Tag Archives: Teen Drama

The Unwritten Rule – Elizabeth Scott
Book Reviews
September 11, 2010 posted by Nikki

The Unwritten Rule – Elizabeth Scott

He’s looking at me like – well, like he wants to look at me. Like he likes what he sees, and he’s smiling and his eyes are so blue, even in the faint glow of the porch light they shine, and I nod dumbly, blindly, then grope for the door handle, telling myself to look away and not yet able to do it.

“Sarah,” he says, softly, almost hesitantly, and my heart slam bangs, beating hard, and this is what it’s like to want someone you can’t have. To want someone you shouldn’t even be looking at.

Sarah is in quite the predicament. She’s riding that rollercoaster of first love – the pain, the exhilaration, the ups and downs. Only problem is, she’s doing it solo – unrequited style. She’s been in love with Ryan since the eighth grade, but now he’s dating her emotionally stunted best friend, Brianna, and Sarah is forced to stumble through each day, the pain of seeing them together pulling at her insides with every second that passes.

Brianna has crappy parents who clearly don’t want her around, and Ryan seems to make Brianna feel like she matters to someone. At least, that’s how it looks to Sarah, which is why Sarah is so hell bent on keeping her feelings completely and totally to herself. How could she take Ryan away from Brianna, when she has so little to start with?

Besides, there’s no way Sarah could compete with the sassy, sexiness that is Brianna – and Brianna makes sure Sarah knows it every single day. Brianna might have crappy parents, but that’s no excuse for the way she treats those around her. Its obvious to the reader that Ryan is nothing more than a self-esteem booster for Brianna, and while she might actually love Sarah, she doesn’t know how to show it. I couldn’t help but wonder if Brianna only kept Sarah around to make herself feel better.

But then, it seems, Ryan sees through Brianna’s dance, and decides to take his affections elsewhere – right into the garden of Sarah! Turns out, Ryan has kind of been in love with Sarah for ages, but got all caught up in the whirlwind that is Brianna and time just got away. But he wont stand for that anymore. He wants Sarah, and nothing – nothing – will stand in his way.

Not even Brianna, when she walks in on Ryan and Sarah lying curled up together in Sarah’s bed.

The Unwritten Rule is interesting exploration through the rules of dating and friendship. Were Ryan and Sarah wrong to pursue each other when Brianna was still so clearly caught in the middle. Did they consider her feelings enough? With the way Brianna was treating the pair of them, should they have considered her feelings at all? When is it okay to break the rules of friendship for matters of the heart? These are all questions I asked myself repeatedly throughout this story.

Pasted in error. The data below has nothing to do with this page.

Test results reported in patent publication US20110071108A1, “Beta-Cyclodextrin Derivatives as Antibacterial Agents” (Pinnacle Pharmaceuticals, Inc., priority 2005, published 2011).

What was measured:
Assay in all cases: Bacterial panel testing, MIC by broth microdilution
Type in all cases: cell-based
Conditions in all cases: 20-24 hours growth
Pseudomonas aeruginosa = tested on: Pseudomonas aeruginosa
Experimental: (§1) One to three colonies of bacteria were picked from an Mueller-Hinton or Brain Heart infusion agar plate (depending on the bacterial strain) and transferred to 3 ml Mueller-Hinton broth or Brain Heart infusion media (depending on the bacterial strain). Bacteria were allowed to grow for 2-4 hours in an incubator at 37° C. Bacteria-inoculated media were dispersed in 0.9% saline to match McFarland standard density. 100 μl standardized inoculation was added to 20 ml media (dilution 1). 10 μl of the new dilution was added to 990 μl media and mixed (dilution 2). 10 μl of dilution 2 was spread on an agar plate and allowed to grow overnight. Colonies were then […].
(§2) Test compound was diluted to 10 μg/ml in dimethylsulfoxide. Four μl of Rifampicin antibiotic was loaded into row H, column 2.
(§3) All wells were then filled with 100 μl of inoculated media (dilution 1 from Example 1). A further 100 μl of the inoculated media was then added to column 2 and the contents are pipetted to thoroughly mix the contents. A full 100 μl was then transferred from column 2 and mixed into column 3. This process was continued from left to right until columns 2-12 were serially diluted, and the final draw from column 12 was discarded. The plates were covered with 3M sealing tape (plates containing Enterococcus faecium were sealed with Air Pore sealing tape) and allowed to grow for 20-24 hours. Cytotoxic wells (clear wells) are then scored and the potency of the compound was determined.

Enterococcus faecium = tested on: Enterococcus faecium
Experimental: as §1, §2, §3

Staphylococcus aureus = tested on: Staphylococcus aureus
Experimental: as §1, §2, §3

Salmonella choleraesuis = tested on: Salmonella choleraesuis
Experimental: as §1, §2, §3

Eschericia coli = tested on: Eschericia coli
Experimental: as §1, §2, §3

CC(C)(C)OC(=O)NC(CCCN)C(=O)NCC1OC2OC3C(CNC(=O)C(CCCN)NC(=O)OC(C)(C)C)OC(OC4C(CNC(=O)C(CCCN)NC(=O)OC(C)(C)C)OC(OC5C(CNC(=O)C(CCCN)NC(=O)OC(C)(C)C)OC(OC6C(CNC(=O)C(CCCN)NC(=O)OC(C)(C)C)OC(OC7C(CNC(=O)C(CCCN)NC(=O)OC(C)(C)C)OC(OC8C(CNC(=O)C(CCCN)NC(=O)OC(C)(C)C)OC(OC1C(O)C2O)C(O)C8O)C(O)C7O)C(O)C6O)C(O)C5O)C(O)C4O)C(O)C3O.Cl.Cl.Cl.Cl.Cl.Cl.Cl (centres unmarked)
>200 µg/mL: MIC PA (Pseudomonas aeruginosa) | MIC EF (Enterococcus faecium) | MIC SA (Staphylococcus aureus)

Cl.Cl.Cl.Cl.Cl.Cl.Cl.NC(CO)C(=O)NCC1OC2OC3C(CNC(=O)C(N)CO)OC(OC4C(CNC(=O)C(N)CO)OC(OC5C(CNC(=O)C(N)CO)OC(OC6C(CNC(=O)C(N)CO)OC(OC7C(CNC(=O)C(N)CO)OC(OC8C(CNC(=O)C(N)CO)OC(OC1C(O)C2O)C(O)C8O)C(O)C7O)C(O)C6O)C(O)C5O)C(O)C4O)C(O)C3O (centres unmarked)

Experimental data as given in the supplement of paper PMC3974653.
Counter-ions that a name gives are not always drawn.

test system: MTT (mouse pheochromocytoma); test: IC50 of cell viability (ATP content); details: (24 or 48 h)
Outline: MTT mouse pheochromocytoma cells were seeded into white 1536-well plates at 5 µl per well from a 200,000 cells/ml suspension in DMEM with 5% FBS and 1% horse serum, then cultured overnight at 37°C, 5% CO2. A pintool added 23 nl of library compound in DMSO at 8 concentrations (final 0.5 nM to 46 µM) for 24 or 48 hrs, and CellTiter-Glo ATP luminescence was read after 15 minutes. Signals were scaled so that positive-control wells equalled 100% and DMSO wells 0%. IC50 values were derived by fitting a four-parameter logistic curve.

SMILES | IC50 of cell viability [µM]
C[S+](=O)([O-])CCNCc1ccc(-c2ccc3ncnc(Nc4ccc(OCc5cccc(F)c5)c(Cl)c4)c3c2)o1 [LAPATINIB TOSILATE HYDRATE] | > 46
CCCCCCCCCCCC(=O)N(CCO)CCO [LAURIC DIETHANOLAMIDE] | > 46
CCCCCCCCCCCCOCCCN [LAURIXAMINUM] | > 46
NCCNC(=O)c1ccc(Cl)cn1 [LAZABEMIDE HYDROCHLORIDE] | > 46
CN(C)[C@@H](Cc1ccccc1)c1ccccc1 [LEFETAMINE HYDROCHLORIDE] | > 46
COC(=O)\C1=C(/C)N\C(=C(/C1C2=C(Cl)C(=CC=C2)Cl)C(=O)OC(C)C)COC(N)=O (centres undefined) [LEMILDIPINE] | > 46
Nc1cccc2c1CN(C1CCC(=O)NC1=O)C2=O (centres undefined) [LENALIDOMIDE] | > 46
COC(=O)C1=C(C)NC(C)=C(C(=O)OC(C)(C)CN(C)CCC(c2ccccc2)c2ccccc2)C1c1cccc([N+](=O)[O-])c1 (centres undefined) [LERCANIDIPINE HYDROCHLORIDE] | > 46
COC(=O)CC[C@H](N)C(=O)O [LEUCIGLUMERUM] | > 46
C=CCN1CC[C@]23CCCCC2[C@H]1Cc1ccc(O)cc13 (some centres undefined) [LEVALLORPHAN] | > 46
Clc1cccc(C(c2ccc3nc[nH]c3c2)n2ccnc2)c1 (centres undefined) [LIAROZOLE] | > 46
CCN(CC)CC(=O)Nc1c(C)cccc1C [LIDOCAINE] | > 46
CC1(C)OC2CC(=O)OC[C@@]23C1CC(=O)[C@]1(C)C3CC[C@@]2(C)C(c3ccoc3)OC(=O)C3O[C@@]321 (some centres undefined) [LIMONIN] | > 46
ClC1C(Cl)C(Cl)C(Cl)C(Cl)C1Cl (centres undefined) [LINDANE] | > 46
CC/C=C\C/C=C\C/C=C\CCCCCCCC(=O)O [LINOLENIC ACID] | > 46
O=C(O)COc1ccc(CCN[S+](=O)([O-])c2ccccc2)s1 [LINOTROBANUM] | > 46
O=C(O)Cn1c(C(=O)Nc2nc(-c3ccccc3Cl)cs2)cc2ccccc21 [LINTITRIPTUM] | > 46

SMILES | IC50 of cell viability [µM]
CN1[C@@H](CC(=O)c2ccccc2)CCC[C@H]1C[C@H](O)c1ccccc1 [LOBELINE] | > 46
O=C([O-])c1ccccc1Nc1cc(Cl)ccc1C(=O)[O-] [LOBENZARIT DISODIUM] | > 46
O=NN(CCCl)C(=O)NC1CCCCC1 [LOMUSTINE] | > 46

Sarah and Ryan are both likable characters, but I found Brianna to be shallow, callous and difficult to read. She’s clearly got some emotional issues, but the way she treats those around her makes my stomach squirm. You’d think, with her home life being so terrible and all, she’d value the love of her friends a little more.

The Unwritten Rule is a home run for Elizabeth Scott. This is a great, contemporary chick lit read!

Publication date: 2010

Pages: 210

Rating:: ★★★★☆

Teaser Quote: “I wasn’t happy with you? Brianna says. “Almost eight weeks, Ryan. And then you go and – ” she glares at me. “Is this my anniversary present? You could have at least picked someone decent. Someone I’d believe you want and not just who you used to make yourself feel better.”

Return To Paradise – Simone Elkeles
Book Reviews
August 2, 2010 posted by Nikki

Return To Paradise – Simone Elkeles

Caleb Becker left Paradise eight months ago, taking with him the secret he promised to take to his grave. If the truth got out, it would ruin everything.

Maggie Armstrong tried to be strong after Caleb broke her heart and disappeared. Somehow, she managed to move on. She’s determined to make a new life for herself.

But then Caleb and Maggie are forced together on a summer trip. They try ignoring their passion for each other, but buried feelings resurface. Caleb must face the truth about the night of Maggie’s accident, or the secret that destroyed their relationship will forever stand between them.

When Caleb left Paradise eight months ago, he thought he was doing the right thing. For himself, for Maggie, for his family. Paradise was full of bad memories, and trouble seemed to find him wherever he went. Turns out, trouble seems to find him no matter where he is. Caleb is one of those accidental bad boys – he does everything he can to keep his nose in line, but somehow, he always ends up in the middle of the most horrible situations.